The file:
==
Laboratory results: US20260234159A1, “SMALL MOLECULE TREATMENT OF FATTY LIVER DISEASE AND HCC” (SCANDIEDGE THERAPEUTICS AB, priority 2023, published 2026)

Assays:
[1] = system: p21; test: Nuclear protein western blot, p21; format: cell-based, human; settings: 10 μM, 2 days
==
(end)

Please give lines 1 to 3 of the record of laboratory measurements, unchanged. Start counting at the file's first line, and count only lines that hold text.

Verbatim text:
Laboratory results: US20260234159A1, “SMALL MOLECULE TREATMENT OF FATTY LIVER DISEASE AND HCC” (SCANDIEDGE THERAPEUTICS AB, priority 2023, published 2026)

Assays:
[1] = system: p21; test: Nuclear protein western blot, p21; format: cell-based, human; settings: 10 μM, 2 days